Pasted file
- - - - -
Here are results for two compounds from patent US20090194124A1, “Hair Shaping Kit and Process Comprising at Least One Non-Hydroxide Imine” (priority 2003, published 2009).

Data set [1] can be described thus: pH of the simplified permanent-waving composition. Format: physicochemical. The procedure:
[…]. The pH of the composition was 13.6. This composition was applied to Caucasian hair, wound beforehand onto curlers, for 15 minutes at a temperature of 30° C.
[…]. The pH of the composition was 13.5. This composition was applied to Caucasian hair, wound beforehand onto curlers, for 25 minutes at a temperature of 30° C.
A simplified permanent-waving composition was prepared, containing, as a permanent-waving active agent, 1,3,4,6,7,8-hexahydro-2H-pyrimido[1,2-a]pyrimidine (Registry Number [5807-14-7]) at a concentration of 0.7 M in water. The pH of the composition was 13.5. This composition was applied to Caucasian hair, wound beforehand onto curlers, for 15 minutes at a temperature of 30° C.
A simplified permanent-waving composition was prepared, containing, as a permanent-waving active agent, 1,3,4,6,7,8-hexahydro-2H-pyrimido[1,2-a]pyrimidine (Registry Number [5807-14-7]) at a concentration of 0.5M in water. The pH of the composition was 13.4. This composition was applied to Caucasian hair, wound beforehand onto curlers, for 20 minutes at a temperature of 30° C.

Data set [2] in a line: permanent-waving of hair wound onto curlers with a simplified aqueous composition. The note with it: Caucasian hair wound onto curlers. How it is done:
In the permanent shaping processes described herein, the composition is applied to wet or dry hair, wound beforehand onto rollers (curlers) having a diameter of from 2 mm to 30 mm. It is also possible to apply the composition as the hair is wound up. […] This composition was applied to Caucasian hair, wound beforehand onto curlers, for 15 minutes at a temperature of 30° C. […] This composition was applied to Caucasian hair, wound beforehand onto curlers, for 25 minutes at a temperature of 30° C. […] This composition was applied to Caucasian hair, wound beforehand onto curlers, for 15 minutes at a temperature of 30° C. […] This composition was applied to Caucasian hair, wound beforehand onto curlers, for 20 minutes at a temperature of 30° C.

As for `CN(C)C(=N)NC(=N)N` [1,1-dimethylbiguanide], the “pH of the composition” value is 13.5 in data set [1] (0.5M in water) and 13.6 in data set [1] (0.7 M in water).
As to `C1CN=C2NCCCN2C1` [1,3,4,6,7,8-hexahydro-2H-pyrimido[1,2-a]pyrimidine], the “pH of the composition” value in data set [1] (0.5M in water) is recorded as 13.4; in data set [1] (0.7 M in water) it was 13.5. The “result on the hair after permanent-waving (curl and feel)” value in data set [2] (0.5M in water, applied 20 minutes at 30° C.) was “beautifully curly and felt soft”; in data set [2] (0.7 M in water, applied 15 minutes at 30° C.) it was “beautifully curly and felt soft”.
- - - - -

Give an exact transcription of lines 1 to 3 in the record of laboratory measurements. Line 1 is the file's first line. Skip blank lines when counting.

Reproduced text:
Here are results for two compounds from patent US20090194124A1, “Hair Shaping Kit and Process Comprising at Least One Non-Hydroxide Imine” (priority 2003, published 2009).

Data set [1] can be described thus: pH of the simplified permanent-waving composition. Format: physicochemical. The procedure:
[…]. The pH of the composition was 13.6. This composition was applied to Caucasian hair, wound beforehand onto curlers, for 15 minutes at a temperature of 30° C.